Inside St. Louis

An original water color painting of The Feasting Fox by local artist Marilynne Bradley.

     The Feasting Fox is located in a historical landmark building in the heart of South St. Louis one block away from the original Ted Drewes Frozen Custard stand. From the European stucco and timber architecture with slate roof to the rich German décor inside and authentic German cuisine, this dining establishment gives patrons the feel of being in the old country. It’s overflowing with history and ambiance and beautiful leaded glass windows abound. This building is one of several Anheuser-Busch restaurants with the grandest being Bevo Mill. Along with the Stork Inn on Virginia St. and Skip’s Place on Osceola St. these historic restaurants all within a few miles of each other.


     Built in 1914 by August A. Busch, Sr., the Feasting Fox was owned by Anheuser-Busch through prohibition under the name of Al Smith’s. Al Smith leased and operated it from the 1930s to 1961 and then Fred & Evelyn Krumm took over after managing it since 1945.  The building was heavily damaged by a

fire in May of 1968 but was rehabbed to be functional once again. Eventually, though, the building sat vacant from 1986 to 1993.


    In 1993 the Shoney Corporation approached Anheuser Busch, who owned the property, with a plan to raze the building and put up a fast food restaurant. The Dutchtown South Community Corporation took the lead in saving the historic building by convincing the State to give the brewery a tax credit upon the donation of the property to the Association. Current owners, Sue and Marty Luepker, stepped in at that time to save the landmark from possible demolition by completely rehabbing the restaurant. The Luepker’s are long time residents of the neighborhood and Marty’s family operated a heating and cooling business and did renovation work during the slow periods. So when Marty heard about the Association’s plans, he and his wife saw this as a great opportunity to save the neighborhood landmark. Sue and Marty had experience with smaller remodeling jobs but never a job of this magnitude. But they took the plunge to restore and revive the historical building. Being long time avid antique collectors fueled their interest wanting to get involved in the restoration project.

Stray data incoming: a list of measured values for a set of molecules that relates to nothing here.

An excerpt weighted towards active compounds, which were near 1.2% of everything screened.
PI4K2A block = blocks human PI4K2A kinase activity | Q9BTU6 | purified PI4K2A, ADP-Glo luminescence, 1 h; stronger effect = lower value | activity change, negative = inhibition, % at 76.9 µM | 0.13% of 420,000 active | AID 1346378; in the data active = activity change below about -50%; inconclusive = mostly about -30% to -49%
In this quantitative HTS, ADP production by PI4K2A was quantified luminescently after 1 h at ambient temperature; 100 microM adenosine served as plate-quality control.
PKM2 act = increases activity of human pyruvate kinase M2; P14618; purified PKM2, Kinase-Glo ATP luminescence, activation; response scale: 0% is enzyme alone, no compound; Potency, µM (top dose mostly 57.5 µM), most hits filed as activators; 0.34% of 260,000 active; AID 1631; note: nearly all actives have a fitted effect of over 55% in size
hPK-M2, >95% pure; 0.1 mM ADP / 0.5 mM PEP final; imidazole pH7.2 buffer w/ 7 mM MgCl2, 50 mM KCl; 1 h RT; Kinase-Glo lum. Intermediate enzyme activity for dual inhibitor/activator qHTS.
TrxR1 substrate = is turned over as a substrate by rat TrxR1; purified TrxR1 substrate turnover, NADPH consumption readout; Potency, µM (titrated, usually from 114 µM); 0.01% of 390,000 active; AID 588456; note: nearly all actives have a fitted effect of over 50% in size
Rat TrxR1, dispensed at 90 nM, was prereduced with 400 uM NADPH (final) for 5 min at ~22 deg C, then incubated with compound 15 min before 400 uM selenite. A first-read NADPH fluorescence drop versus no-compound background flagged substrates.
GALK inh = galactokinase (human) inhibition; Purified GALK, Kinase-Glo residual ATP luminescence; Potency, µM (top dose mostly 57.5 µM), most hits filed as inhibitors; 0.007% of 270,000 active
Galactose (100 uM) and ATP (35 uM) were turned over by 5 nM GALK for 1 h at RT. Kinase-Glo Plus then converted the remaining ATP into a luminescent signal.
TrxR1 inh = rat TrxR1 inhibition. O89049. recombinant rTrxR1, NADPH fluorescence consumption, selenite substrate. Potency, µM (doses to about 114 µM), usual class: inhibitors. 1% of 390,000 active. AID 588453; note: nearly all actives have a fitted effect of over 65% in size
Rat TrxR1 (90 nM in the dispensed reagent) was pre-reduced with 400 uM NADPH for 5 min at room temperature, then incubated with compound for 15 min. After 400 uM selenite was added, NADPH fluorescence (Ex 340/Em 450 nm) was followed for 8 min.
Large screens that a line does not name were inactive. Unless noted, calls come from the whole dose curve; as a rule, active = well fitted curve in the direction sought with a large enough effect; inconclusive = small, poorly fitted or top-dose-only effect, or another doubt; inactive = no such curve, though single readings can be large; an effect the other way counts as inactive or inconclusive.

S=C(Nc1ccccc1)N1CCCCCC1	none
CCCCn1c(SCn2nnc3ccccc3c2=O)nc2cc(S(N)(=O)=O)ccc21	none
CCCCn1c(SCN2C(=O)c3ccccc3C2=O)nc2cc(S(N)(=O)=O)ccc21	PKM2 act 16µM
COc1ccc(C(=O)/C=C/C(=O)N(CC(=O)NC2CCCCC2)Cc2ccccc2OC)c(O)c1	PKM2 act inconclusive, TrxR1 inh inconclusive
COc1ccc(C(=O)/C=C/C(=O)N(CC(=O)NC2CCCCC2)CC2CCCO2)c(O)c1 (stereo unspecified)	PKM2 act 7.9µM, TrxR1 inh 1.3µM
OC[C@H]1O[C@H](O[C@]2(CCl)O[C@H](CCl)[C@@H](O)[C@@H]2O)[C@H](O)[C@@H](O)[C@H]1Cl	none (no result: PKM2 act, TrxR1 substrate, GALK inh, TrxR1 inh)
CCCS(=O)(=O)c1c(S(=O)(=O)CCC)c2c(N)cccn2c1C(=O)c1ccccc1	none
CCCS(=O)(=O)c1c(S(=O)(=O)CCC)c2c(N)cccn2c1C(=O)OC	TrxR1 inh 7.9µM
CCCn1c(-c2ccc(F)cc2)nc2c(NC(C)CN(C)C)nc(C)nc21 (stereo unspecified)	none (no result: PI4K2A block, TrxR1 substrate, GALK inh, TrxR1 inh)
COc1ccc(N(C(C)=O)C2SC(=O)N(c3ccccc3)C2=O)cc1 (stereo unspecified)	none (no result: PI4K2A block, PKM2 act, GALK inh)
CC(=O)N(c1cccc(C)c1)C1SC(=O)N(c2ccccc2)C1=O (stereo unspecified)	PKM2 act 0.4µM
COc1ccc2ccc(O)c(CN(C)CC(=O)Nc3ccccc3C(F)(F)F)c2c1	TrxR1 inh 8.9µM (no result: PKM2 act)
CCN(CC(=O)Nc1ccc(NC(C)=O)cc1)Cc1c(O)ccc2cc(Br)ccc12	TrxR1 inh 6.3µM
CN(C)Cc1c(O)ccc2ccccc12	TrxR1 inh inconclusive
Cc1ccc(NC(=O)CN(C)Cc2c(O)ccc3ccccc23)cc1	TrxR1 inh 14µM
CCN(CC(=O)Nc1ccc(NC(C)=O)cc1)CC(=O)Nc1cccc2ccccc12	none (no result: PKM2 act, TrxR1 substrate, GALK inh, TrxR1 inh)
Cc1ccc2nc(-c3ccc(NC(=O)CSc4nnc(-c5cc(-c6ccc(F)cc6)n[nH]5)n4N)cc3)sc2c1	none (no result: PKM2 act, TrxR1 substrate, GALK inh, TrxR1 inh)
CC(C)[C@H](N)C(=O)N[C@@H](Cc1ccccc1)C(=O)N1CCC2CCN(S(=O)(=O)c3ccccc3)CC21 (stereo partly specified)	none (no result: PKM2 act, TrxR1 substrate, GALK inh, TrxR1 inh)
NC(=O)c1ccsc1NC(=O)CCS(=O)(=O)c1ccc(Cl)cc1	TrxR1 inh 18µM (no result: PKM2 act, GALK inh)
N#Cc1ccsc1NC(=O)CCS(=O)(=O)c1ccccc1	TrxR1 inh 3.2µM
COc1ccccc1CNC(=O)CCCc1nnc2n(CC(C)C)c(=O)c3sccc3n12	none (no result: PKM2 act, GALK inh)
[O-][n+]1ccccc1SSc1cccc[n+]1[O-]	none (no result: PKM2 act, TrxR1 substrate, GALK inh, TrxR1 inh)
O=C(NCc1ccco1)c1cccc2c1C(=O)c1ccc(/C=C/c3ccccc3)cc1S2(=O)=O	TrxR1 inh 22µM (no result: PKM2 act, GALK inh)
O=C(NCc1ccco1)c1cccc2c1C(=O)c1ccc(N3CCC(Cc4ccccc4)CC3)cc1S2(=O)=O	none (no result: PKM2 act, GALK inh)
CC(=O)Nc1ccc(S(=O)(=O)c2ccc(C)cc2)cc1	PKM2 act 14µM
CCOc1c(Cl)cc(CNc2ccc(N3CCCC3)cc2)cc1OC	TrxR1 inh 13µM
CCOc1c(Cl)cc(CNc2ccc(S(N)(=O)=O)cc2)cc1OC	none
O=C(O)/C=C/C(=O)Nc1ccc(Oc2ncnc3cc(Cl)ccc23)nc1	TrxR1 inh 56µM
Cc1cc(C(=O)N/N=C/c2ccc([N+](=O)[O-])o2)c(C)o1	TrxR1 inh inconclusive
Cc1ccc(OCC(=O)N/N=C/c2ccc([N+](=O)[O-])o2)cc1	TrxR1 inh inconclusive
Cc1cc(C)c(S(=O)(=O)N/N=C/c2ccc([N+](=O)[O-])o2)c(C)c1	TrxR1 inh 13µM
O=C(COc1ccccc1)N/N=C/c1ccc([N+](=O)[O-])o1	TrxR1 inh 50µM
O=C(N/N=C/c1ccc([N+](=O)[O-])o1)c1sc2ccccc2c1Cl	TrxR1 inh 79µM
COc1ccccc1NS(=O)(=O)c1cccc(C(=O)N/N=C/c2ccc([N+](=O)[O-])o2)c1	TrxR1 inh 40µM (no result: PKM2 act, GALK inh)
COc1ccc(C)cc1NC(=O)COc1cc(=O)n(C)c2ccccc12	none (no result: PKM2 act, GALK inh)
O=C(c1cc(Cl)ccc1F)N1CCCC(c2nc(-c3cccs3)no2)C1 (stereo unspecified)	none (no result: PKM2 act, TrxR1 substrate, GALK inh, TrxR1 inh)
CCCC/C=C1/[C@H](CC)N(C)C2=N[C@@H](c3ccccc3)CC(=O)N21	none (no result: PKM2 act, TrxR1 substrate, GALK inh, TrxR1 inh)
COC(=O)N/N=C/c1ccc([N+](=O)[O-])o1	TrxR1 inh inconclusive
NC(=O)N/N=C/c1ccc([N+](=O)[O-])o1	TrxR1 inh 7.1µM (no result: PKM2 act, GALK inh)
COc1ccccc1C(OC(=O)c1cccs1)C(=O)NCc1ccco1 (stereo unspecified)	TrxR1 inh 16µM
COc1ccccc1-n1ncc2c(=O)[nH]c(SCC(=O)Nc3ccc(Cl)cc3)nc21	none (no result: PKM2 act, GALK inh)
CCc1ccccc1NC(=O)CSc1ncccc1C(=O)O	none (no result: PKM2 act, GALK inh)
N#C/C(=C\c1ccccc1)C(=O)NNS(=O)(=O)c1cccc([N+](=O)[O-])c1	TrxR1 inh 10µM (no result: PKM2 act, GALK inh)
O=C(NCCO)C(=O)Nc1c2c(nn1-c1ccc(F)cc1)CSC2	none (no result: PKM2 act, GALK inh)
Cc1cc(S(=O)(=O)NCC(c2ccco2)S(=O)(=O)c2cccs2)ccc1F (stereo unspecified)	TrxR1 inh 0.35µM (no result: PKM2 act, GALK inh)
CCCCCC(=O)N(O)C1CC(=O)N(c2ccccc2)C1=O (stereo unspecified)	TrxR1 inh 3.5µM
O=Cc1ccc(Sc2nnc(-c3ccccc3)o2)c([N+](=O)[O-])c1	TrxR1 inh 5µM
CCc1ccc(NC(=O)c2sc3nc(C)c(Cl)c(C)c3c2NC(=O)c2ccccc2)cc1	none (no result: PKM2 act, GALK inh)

The Association agreed to rent the Luepker’s the building with option to buy only if they could successfully operate the building as a restaurant for 5 years. The renovation starting in 1993 was quite the challenge, with the property needing extensive work due to deterioration from the building sitting vacant for about 7 years with no maintenance. Making the task even more daunting was the fact that neither Marty nor Sue knew a thing about running a restaurant. With the help of friends and favors from the most unexpected sources, the place immediately started coming together. The owners rehabbed the building themselves and went to great lengths to furnish it with items found in other St. Louis landmarks to preserve the rich St. Louis history.


     “This project was meant to be” Sue and Marty recall. “Every time there was a need for furnishings or assistance from others, everything seemed to fall into place”. A friend who was the property manager of Top of the 230 in Clayton gave them a call and said the restaurant had closed and there was some crown molding available. Their visit resulted in not only acquiring the molding, but also elegant chandeliers and even high quality carpeting. To this day, the carpeting in the main dining area looks brand new. One friend told them about benches that were available from Dohack’s Restaurant, and another told them of booths, bar chairs, and some marble tables formerly used at Nantucket Cove in the Central West End. With those acquisitions and other tables and chairs acquired from Famous-Barr in Clayton and the Missouri Athletic Club, the place really started to come together.